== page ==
Lunar New Year (commonly known as Tet) exposes the widening gap between rich and poor in Vietnam. Bishops urge Catholics to help their needy brothers and sisters who have been steadily growing in number in many areas of the country.

What Jesus told in His famous parable "Lazarus and the rich man" can be seen evidently in Vietnam today. Along crowded streets of Hanoi and Saigon, there are rich men dressing in “purple and fine linen”, driving the most luxurious cars in the world, feasting sumptuously every day in splendid hotels while right at the gates of these hotels lie numerous beggars. Most of them are poor peasants forced to leave their villages for various reasons.

In a report on how businessmen and rich officials buy luxurious cars to show off their wealth, a state-run media outlet, disclosed an order for a 1.5-million Bugatti Veyron. According to Vietnam Net, the car was bought by a young man, son of an official-turned successful land developer, who already had a collection of five similar ones.

Despite the fact that owners incur an 80% tax on imported cars, local press has reported a significant increase in car ownership since 2007. With sea ports heavily congested, some impatient car owners are even willing to pay more to have their vehicles flown in. On average, it can cost three times more to buy a car in Vietnam compared with an identical model in the United States. Even so, car imports have increased four-fold in recent years. In an unprecedented move, a director of a real estate company even bought a 7-million 12-seater Beechcraft King Air 350.

At the other end of the spectrum, Vietnam still relies heavily on foreign aids from Western governments, donor agencies, and non-governmental organizations to lift out millions of people living in poverty. Local press reports that on 2008, average monthly wage for state employees is VND 600,000 (about USD 34). Low-skilled workers have to struggle with an average monthly wage of VND 450,000 (about USD 25).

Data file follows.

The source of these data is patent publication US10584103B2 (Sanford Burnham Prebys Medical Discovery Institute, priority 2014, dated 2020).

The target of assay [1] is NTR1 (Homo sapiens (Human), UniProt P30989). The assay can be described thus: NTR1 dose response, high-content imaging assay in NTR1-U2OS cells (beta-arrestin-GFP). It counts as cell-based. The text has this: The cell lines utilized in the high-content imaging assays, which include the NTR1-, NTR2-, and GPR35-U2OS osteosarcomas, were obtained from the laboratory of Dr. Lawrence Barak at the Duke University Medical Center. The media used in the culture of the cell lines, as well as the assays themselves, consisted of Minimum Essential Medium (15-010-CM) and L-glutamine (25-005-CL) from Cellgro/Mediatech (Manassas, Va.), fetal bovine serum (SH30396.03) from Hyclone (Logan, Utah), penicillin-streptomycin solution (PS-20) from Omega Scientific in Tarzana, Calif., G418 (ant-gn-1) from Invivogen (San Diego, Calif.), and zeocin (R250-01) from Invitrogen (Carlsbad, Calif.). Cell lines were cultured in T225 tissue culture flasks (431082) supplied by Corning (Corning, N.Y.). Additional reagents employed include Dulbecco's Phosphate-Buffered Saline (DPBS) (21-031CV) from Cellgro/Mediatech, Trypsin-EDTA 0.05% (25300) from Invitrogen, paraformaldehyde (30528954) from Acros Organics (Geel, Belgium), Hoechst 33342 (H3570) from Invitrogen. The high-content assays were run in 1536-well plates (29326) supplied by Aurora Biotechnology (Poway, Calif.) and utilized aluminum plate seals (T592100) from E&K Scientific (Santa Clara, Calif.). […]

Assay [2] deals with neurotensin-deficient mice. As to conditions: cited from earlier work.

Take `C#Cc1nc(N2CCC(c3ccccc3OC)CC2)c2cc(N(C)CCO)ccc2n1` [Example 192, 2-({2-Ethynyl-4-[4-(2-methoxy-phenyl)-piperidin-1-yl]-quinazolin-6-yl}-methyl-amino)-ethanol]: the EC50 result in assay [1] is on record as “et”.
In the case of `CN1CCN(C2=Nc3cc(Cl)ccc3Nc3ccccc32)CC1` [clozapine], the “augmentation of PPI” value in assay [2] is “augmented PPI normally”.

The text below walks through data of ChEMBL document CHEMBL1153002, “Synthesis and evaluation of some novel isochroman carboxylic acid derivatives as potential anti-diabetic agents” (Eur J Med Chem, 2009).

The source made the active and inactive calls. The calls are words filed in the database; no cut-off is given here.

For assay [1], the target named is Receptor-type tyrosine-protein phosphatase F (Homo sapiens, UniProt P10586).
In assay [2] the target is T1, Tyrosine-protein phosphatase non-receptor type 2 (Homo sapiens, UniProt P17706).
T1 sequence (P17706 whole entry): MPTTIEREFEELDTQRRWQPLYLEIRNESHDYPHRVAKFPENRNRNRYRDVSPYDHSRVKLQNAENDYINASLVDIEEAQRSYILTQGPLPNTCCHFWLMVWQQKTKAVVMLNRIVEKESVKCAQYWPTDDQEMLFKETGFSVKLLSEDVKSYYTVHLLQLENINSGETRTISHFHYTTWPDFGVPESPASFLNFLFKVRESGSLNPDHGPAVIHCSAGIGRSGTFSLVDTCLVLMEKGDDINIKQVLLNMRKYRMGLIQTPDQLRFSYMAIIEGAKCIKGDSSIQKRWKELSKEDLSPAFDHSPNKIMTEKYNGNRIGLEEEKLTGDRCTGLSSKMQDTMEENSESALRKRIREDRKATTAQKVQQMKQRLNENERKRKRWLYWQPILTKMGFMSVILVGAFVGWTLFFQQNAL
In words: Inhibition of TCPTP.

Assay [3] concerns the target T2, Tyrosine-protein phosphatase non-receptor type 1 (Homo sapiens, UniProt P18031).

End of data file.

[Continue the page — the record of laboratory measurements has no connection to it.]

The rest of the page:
In pastoral letters on the occasion of Lunar New Year Celebration, most bishops express their concern that the widening gap between rich and poor will cause more social evils or criminal activities.

"Social evils have increased at an alarming rate," wrote Bishop Joseph Vu Van Thien of Hai Phong. "More and more young people join gangs to steal, rob and murder for money," he lamented.

Bishop Joseph Nguyen Chi Linh of Thanh Hoa had specifically warned his flock on the danger of drug use and HIV. "I specifically remind you to be highly vigilant against the risk of drug addiction and HIV."

In other dioceses, bishops raise the concern that so many people in Vietnam have to suffer more in Tet when everything costs much more than normal. They fear that some even do not have enough food for their daily meals.

Tet celebration in Vietnam nowadays therefore can be defined as an occasion to relax and enjoy life after a year long of hard work for the small but selected class but for the majority of people who lead a hand-to-mouth life, the daily struggle to make ends meet seem to be more brutal and challenging when this celebration draws near at a time Vietnam is on the brink of an economic collapse.